Spinal operations are performed for various conditions to achieve mainly the following aims:
- to stabilise spinal segments
- or to relieve compression of spinal nerves.
Spinal instability can be the result of degenerative changes from ageing, previous injury to the spine, trauma causing fractures or primary bone tumour or distant spread from other non-bony cancer. Nerve compression can occur from herniated disc, spinal stenosis from bone spur formation and tumour.
An example of spinal instability and nerve root impingement is degenerative spondylolisthesis
Not all spinal surgery can be achieved using the minimal invasive approach. Whenever it is appropriate, often minimal invasive surgery has its clear advantages such as faster, safer and require less recovery time. Based on the premise that minimal invasive surgery cause much less collateral damage when performing the same procedure in an open method.
In open approach to spinal surgery, the incision made is usually bigger and longer. The need to expose the area of concern during surgery would require the dissection and stripping of muscles. This process will inevitably lead to more bleeding, exposure to infection and leading to possibly a cosmetically better looking after surgery scars from smaller incisions. With bigger incisions and muscle stripping, often patient feels more pain and will need more medication to control pain. Painkiller medication have many side effects which include inducing nausea, vomiting and drowsiness. In turn this will hamper the progress of recovery.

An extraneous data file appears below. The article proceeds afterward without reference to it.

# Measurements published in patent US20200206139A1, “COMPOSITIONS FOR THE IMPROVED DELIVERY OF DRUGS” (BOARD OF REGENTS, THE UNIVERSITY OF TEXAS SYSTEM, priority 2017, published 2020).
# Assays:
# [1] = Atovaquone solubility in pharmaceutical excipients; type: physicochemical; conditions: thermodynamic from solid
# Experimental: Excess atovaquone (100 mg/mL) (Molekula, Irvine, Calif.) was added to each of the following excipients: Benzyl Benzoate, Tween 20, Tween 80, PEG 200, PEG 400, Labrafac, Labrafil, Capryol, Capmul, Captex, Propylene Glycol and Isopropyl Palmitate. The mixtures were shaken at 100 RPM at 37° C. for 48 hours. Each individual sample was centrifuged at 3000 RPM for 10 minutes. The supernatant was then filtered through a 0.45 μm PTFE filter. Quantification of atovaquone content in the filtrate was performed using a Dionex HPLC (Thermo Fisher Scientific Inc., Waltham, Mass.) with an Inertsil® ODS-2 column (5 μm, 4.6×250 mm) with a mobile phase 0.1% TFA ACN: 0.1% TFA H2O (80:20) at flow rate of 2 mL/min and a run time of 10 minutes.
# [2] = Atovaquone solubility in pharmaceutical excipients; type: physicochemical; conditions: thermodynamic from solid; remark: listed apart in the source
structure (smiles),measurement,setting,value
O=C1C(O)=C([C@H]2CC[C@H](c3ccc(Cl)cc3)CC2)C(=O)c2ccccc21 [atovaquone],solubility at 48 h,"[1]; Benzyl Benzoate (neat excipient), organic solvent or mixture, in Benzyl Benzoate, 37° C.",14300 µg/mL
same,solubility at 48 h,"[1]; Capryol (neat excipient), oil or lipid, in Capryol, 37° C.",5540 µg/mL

With minimal invasive surgery, often the incisions are smaller, the muscles are split rather than dissected off the bones which leads to less bleeding. Post operatively, muscle pain is much less and the muscle function recovers faster. Hence the added knock-on advantage would be the need for less painkiller medication and faster return to normal function.
It is important to note that not every patient is a candidate for a minimally invasive approach. There are specific indications for minimally invasive surgery – when it works well and when it should not be done from a safety stand point or whether the goal of surgery can be achieved via minimal invasive approach. Each surgery must be customized for the patient and the technique. However, before surgery is even considered, your spine care team may decide, during your evaluation, that there are other treatment options that should be tried first before surgery is considered.
So, in summary:
Minimally invasive spine surgery offers several advantages over open surgery, including:
- Shorter duration of anaesthesia.
- Less blood loss during surgery.
- Less muscle and soft tissue damage.
- Reduced risk of infection.
- Less pain after surgery.
- Less pain medication use.
- Possibly better cosmetic result (a few tiny scars vs one large scar).
- Shorter hospital stay (a few days vs about a week).
- Shorter recovery time (a few months vs up to a year).
- Quicker return to daily activities, including work.